Lady’s-Slipper Orchid (Cypripedium calceolus)

Photo by Gayla Trail  All Rights Reserved

These Lady’s-Slipper orchids are currently in bloom in my friend Barry’s garden. If you can make it to his garden open house this weekend you’ll get a chance to see these and a few other species in person.

When we think of orchids, we tend to think of those finicky tropical flowers that are so often difficult to grow without the benefit of a heated greenhouse. Amazingly, some species of Cypripediums are cold hardy and even fewer still are native to the so-called cold north. You can still find them growing in woodland habitats in protected parks across this part of North America. I was lucky enough to catch one in bloom on a trip to Lake Huron several years back. I didn’t even have to go out to a protected spot — the plant was growing in the lot behind our cottage!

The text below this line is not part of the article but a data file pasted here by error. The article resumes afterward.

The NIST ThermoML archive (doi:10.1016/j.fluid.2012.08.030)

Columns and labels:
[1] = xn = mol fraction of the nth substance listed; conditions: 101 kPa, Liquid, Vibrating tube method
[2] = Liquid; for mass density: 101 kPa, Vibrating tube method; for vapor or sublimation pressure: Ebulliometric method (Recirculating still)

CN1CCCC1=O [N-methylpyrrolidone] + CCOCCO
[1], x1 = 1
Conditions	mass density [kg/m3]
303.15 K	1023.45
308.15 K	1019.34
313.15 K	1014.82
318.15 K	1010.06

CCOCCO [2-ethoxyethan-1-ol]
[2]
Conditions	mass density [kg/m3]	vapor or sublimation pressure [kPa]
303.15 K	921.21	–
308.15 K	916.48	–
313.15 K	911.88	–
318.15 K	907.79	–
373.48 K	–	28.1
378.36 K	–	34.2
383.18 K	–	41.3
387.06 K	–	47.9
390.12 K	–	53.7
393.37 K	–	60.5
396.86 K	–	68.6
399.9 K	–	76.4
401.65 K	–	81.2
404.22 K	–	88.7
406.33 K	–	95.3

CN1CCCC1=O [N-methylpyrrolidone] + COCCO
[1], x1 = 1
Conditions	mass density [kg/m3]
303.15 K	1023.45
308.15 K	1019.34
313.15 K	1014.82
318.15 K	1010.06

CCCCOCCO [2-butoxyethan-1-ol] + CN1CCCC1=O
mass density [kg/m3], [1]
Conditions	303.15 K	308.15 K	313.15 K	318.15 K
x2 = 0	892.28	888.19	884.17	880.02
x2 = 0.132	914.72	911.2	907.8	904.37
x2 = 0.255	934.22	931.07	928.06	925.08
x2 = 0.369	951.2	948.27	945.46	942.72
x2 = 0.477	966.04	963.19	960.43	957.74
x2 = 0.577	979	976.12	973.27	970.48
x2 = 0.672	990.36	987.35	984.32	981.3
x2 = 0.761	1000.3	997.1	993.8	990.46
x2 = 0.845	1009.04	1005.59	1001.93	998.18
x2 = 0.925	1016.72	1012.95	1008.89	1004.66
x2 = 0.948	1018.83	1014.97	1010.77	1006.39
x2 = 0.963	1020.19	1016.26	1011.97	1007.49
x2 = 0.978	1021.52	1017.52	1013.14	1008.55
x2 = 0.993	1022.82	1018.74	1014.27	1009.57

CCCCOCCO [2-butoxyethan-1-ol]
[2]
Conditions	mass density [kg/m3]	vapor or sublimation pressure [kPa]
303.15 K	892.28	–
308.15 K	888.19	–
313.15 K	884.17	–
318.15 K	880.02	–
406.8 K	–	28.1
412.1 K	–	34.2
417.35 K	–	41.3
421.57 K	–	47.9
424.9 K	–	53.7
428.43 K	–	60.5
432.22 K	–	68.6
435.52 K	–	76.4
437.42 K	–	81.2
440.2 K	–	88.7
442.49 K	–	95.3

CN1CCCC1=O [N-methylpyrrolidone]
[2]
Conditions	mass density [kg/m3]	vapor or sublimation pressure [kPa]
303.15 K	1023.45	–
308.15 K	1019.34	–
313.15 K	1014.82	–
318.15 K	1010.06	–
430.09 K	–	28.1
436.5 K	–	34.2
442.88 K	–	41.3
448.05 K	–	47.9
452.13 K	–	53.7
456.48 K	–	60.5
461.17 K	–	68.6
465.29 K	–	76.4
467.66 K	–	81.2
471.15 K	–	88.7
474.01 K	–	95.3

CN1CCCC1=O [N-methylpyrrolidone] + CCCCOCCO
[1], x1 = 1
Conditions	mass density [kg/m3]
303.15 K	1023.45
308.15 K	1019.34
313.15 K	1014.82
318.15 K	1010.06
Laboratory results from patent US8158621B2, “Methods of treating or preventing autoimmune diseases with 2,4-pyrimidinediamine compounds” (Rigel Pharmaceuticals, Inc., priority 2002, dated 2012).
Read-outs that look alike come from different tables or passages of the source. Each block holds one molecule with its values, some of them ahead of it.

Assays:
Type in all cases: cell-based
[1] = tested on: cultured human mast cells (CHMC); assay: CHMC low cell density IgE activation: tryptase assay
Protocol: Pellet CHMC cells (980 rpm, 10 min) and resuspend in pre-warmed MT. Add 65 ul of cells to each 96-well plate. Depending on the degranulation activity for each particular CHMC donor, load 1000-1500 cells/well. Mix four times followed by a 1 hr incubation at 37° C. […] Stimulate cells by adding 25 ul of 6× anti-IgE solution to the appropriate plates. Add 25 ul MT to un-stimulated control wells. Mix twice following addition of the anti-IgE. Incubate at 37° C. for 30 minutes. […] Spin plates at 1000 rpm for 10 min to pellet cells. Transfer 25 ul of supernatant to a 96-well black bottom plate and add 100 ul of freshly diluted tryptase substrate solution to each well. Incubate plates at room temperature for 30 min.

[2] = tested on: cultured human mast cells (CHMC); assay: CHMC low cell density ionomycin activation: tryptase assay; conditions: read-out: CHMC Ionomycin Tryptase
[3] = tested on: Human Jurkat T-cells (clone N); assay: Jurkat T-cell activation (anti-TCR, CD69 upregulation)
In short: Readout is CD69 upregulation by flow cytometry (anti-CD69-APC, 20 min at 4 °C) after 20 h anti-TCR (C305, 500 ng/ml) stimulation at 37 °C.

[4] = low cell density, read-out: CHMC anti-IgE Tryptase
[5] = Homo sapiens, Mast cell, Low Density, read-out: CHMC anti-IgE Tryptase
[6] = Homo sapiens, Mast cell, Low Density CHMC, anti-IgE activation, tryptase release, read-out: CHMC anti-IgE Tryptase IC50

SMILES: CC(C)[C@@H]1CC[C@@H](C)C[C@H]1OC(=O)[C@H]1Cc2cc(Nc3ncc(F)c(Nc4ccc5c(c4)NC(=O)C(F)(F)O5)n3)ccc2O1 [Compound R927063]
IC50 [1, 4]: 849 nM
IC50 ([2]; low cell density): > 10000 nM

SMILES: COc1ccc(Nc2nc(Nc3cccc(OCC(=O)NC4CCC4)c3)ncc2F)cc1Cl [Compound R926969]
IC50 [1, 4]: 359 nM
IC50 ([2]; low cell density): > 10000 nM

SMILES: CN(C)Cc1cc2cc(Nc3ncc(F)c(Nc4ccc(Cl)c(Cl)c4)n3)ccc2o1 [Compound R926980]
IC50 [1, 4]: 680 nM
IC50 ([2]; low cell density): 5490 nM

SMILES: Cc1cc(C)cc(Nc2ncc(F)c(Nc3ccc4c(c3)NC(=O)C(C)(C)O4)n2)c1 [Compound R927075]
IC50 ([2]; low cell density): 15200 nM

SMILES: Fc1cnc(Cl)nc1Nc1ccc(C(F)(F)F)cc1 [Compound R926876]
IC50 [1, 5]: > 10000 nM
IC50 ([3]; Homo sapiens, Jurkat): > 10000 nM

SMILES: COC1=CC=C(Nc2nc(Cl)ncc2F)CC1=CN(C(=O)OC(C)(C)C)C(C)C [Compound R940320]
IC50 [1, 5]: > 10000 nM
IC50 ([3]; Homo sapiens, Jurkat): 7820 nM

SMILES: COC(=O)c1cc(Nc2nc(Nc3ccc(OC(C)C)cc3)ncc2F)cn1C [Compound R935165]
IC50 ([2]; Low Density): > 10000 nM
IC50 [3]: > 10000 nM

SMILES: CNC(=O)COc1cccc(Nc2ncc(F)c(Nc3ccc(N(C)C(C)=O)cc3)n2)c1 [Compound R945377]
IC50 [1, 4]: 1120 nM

Gayla Trail
Gayla is a writer, photographer, and former graphic designer with a background in the Fine Arts, cultural criticism, and ecology. She is the author, photographer, and designer of best-selling books on gardening, cooking, and preserving.

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10 thoughts on “Lady’s-Slipper Orchid (Cypripedium calceolus)

  1. I LOVE Lady Slippers! We have Fairy Slippers (Calypso Bulbosa) that grow wild here in the Sangre de Cristo mountain range as well as the Wet Mountains of southern Colorado. 9000 feet! Father’s Day is our day to go a huntin’!

  2. We used to find Lady Slippers in the woods around our house when I was a kid. Back then we didn’t know not to pick them. It’s been years now since I’ve seen one.

  3. I saw some Pink Lady’s Slippers in a nature reserve in Lexington, MA this weekend. I wouldn’t have known what they were without your post!

  4. I just bought a house this Jan. and as the spring blooms, out some tons of flowers and plants. One of which is this exact flower. Beautiful !

  5. I believe Canada has more than 75 native orchid species, and it’s nice to know there are healthy
    Cypripedium populations. Many other species have smaller or less colorful flowers, but they’re fascinating no matter what! Thanks for the beautiful photo.

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